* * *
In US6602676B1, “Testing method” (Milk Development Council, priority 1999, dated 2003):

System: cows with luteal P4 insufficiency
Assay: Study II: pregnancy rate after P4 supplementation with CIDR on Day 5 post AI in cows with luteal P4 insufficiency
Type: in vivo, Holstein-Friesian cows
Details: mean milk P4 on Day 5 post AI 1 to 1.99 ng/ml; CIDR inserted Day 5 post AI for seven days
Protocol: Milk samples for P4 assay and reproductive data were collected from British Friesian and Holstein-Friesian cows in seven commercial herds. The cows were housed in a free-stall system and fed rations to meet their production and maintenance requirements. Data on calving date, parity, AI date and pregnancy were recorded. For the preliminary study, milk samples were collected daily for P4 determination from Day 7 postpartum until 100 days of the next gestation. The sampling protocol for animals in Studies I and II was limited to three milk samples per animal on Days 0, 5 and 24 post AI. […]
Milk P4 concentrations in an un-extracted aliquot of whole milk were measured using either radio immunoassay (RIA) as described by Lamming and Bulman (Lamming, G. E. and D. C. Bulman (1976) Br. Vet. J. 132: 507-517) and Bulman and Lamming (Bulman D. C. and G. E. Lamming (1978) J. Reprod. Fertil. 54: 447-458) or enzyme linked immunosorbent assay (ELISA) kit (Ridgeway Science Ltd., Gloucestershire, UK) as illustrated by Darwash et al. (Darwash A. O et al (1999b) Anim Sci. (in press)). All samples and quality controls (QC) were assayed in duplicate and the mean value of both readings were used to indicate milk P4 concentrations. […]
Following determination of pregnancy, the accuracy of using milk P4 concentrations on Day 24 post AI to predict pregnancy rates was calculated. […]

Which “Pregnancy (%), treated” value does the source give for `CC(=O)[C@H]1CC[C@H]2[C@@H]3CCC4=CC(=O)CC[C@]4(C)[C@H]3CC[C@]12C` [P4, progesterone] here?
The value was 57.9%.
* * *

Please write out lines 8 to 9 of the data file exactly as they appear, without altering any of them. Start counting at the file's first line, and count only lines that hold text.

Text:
Following determination of pregnancy, the accuracy of using milk P4 concentrations on Day 24 post AI to predict pregnancy rates was calculated. […]

Which “Pregnancy (%), treated” value does the source give for `CC(=O)[C@H]1CC[C@H]2[C@@H]3CCC4=CC(=O)CC[C@]4(C)[C@H]3CC[C@]12C` [P4, progesterone] here?